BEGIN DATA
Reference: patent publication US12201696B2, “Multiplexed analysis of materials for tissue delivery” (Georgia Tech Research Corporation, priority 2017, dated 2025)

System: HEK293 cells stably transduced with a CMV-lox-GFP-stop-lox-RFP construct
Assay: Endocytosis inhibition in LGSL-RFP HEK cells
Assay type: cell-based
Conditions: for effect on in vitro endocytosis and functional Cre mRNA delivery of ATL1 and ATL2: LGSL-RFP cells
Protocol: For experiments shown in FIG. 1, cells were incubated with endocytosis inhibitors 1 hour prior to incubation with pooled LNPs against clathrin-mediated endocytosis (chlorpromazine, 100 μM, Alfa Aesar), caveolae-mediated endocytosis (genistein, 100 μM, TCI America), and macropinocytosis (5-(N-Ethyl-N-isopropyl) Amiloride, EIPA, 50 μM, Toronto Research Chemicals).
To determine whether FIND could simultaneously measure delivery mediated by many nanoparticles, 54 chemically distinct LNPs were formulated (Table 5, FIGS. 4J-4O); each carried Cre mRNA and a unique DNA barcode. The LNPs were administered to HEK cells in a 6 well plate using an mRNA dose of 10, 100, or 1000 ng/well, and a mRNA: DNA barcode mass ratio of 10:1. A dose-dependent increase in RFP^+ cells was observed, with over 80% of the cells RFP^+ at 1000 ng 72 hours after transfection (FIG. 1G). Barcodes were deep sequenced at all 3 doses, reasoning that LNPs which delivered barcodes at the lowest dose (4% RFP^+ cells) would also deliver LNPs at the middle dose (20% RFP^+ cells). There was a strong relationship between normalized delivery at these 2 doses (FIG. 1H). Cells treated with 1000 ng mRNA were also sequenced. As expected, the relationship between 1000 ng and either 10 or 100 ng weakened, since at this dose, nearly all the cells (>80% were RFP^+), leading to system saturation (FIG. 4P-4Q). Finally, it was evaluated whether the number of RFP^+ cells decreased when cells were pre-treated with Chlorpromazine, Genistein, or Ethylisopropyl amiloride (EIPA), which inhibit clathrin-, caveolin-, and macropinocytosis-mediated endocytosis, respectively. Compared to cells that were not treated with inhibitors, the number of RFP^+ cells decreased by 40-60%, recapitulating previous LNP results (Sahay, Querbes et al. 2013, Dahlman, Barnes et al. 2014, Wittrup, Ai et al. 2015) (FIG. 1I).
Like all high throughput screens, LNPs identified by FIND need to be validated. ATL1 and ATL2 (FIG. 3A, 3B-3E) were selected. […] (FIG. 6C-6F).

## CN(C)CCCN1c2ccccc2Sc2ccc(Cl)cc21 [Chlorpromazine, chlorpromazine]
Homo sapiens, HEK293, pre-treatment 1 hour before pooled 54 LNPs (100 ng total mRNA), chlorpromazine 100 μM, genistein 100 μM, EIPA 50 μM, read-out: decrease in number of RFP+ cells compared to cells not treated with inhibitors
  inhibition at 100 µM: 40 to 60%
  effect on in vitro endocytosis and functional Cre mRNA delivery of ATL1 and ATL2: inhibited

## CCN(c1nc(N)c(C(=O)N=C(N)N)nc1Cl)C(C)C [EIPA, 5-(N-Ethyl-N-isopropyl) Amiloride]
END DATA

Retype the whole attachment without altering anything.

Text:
Reference: patent publication US12201696B2, “Multiplexed analysis of materials for tissue delivery” (Georgia Tech Research Corporation, priority 2017, dated 2025)

System: HEK293 cells stably transduced with a CMV-lox-GFP-stop-lox-RFP construct
Assay: Endocytosis inhibition in LGSL-RFP HEK cells
Assay type: cell-based
Conditions: for effect on in vitro endocytosis and functional Cre mRNA delivery of ATL1 and ATL2: LGSL-RFP cells
Protocol: For experiments shown in FIG. 1, cells were incubated with endocytosis inhibitors 1 hour prior to incubation with pooled LNPs against clathrin-mediated endocytosis (chlorpromazine, 100 μM, Alfa Aesar), caveolae-mediated endocytosis (genistein, 100 μM, TCI America), and macropinocytosis (5-(N-Ethyl-N-isopropyl) Amiloride, EIPA, 50 μM, Toronto Research Chemicals).
To determine whether FIND could simultaneously measure delivery mediated by many nanoparticles, 54 chemically distinct LNPs were formulated (Table 5, FIGS. 4J-4O); each carried Cre mRNA and a unique DNA barcode. The LNPs were administered to HEK cells in a 6 well plate using an mRNA dose of 10, 100, or 1000 ng/well, and a mRNA: DNA barcode mass ratio of 10:1. A dose-dependent increase in RFP^+ cells was observed, with over 80% of the cells RFP^+ at 1000 ng 72 hours after transfection (FIG. 1G). Barcodes were deep sequenced at all 3 doses, reasoning that LNPs which delivered barcodes at the lowest dose (4% RFP^+ cells) would also deliver LNPs at the middle dose (20% RFP^+ cells). There was a strong relationship between normalized delivery at these 2 doses (FIG. 1H). Cells treated with 1000 ng mRNA were also sequenced. As expected, the relationship between 1000 ng and either 10 or 100 ng weakened, since at this dose, nearly all the cells (>80% were RFP^+), leading to system saturation (FIG. 4P-4Q). Finally, it was evaluated whether the number of RFP^+ cells decreased when cells were pre-treated with Chlorpromazine, Genistein, or Ethylisopropyl amiloride (EIPA), which inhibit clathrin-, caveolin-, and macropinocytosis-mediated endocytosis, respectively. Compared to cells that were not treated with inhibitors, the number of RFP^+ cells decreased by 40-60%, recapitulating previous LNP results (Sahay, Querbes et al. 2013, Dahlman, Barnes et al. 2014, Wittrup, Ai et al. 2015) (FIG. 1I).
Like all high throughput screens, LNPs identified by FIND need to be validated. ATL1 and ATL2 (FIG. 3A, 3B-3E) were selected. […] (FIG. 6C-6F).

## CN(C)CCCN1c2ccccc2Sc2ccc(Cl)cc21 [Chlorpromazine, chlorpromazine]
Homo sapiens, HEK293, pre-treatment 1 hour before pooled 54 LNPs (100 ng total mRNA), chlorpromazine 100 μM, genistein 100 μM, EIPA 50 μM, read-out: decrease in number of RFP+ cells compared to cells not treated with inhibitors
  inhibition at 100 µM: 40 to 60%
  effect on in vitro endocytosis and functional Cre mRNA delivery of ATL1 and ATL2: inhibited

## CCN(c1nc(N)c(C(=O)N=C(N)N)nc1Cl)C(C)C [EIPA, 5-(N-Ethyl-N-isopropyl) Amiloride]